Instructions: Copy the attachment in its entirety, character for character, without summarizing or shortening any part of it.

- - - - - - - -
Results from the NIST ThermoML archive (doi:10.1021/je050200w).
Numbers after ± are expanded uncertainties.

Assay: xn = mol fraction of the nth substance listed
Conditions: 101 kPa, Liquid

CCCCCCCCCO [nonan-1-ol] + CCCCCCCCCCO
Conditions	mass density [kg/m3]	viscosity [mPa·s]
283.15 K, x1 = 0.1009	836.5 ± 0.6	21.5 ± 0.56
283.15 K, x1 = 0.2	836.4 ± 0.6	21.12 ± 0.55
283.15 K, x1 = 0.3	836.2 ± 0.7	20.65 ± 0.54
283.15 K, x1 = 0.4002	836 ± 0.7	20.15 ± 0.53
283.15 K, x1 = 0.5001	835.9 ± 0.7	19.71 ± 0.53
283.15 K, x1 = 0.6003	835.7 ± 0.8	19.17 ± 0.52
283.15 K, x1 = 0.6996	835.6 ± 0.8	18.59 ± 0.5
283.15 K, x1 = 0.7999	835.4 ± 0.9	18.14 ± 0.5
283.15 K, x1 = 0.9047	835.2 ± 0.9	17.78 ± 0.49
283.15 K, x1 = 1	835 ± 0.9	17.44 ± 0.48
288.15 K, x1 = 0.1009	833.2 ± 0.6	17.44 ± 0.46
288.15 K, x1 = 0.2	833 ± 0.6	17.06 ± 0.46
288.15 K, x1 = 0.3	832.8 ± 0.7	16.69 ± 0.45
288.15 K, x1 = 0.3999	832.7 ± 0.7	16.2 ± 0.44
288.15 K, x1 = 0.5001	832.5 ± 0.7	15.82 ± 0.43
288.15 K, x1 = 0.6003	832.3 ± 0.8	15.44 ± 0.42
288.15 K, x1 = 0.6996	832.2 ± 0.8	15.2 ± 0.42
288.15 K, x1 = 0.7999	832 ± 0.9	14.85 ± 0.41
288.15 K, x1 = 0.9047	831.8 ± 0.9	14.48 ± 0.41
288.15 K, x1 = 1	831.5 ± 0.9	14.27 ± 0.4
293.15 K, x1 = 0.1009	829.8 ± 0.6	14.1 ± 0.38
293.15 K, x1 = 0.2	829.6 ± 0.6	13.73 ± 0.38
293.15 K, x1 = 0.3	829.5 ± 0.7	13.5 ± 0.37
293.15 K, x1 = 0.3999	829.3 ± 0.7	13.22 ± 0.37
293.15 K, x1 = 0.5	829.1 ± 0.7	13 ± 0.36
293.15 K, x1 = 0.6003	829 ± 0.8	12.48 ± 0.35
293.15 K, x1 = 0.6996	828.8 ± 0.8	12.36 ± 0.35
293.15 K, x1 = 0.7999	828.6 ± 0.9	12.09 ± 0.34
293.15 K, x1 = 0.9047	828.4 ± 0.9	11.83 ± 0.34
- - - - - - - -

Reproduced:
Results from the NIST ThermoML archive (doi:10.1021/je050200w).
Numbers after ± are expanded uncertainties.

Assay: xn = mol fraction of the nth substance listed
Conditions: 101 kPa, Liquid

CCCCCCCCCO [nonan-1-ol] + CCCCCCCCCCO
Conditions	mass density [kg/m3]	viscosity [mPa·s]
283.15 K, x1 = 0.1009	836.5 ± 0.6	21.5 ± 0.56
283.15 K, x1 = 0.2	836.4 ± 0.6	21.12 ± 0.55
283.15 K, x1 = 0.3	836.2 ± 0.7	20.65 ± 0.54
283.15 K, x1 = 0.4002	836 ± 0.7	20.15 ± 0.53
283.15 K, x1 = 0.5001	835.9 ± 0.7	19.71 ± 0.53
283.15 K, x1 = 0.6003	835.7 ± 0.8	19.17 ± 0.52
283.15 K, x1 = 0.6996	835.6 ± 0.8	18.59 ± 0.5
283.15 K, x1 = 0.7999	835.4 ± 0.9	18.14 ± 0.5
283.15 K, x1 = 0.9047	835.2 ± 0.9	17.78 ± 0.49
283.15 K, x1 = 1	835 ± 0.9	17.44 ± 0.48
288.15 K, x1 = 0.1009	833.2 ± 0.6	17.44 ± 0.46
288.15 K, x1 = 0.2	833 ± 0.6	17.06 ± 0.46
288.15 K, x1 = 0.3	832.8 ± 0.7	16.69 ± 0.45
288.15 K, x1 = 0.3999	832.7 ± 0.7	16.2 ± 0.44
288.15 K, x1 = 0.5001	832.5 ± 0.7	15.82 ± 0.43
288.15 K, x1 = 0.6003	832.3 ± 0.8	15.44 ± 0.42
288.15 K, x1 = 0.6996	832.2 ± 0.8	15.2 ± 0.42
288.15 K, x1 = 0.7999	832 ± 0.9	14.85 ± 0.41
288.15 K, x1 = 0.9047	831.8 ± 0.9	14.48 ± 0.41
288.15 K, x1 = 1	831.5 ± 0.9	14.27 ± 0.4
293.15 K, x1 = 0.1009	829.8 ± 0.6	14.1 ± 0.38
293.15 K, x1 = 0.2	829.6 ± 0.6	13.73 ± 0.38
293.15 K, x1 = 0.3	829.5 ± 0.7	13.5 ± 0.37
293.15 K, x1 = 0.3999	829.3 ± 0.7	13.22 ± 0.37
293.15 K, x1 = 0.5	829.1 ± 0.7	13 ± 0.36
293.15 K, x1 = 0.6003	829 ± 0.8	12.48 ± 0.35
293.15 K, x1 = 0.6996	828.8 ± 0.8	12.36 ± 0.35
293.15 K, x1 = 0.7999	828.6 ± 0.9	12.09 ± 0.34
293.15 K, x1 = 0.9047	828.4 ± 0.9	11.83 ± 0.34